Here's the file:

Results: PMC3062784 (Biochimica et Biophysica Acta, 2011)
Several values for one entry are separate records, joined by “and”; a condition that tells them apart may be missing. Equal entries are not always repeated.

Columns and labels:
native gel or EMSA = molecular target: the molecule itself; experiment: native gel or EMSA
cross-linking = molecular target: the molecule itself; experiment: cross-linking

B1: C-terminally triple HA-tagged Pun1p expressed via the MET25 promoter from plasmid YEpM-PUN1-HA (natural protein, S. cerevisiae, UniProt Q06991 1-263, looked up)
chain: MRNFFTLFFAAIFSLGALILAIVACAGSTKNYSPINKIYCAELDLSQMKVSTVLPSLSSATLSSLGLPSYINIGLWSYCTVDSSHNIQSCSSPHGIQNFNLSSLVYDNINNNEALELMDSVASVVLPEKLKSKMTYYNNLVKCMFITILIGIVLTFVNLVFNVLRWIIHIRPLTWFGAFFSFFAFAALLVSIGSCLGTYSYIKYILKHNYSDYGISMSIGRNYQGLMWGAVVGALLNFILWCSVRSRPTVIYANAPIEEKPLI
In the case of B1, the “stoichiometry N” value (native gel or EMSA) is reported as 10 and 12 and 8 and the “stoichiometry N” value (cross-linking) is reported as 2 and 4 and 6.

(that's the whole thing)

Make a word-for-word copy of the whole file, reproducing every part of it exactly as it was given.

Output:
Results: PMC3062784 (Biochimica et Biophysica Acta, 2011)
Several values for one entry are separate records, joined by “and”; a condition that tells them apart may be missing. Equal entries are not always repeated.

Columns and labels:
native gel or EMSA = molecular target: the molecule itself; experiment: native gel or EMSA
cross-linking = molecular target: the molecule itself; experiment: cross-linking

B1: C-terminally triple HA-tagged Pun1p expressed via the MET25 promoter from plasmid YEpM-PUN1-HA (natural protein, S. cerevisiae, UniProt Q06991 1-263, looked up)
chain: MRNFFTLFFAAIFSLGALILAIVACAGSTKNYSPINKIYCAELDLSQMKVSTVLPSLSSATLSSLGLPSYINIGLWSYCTVDSSHNIQSCSSPHGIQNFNLSSLVYDNINNNEALELMDSVASVVLPEKLKSKMTYYNNLVKCMFITILIGIVLTFVNLVFNVLRWIIHIRPLTWFGAFFSFFAFAALLVSIGSCLGTYSYIKYILKHNYSDYGISMSIGRNYQGLMWGAVVGALLNFILWCSVRSRPTVIYANAPIEEKPLI
In the case of B1, the “stoichiometry N” value (native gel or EMSA) is reported as 10 and 12 and 8 and the “stoichiometry N” value (cross-linking) is reported as 2 and 4 and 6.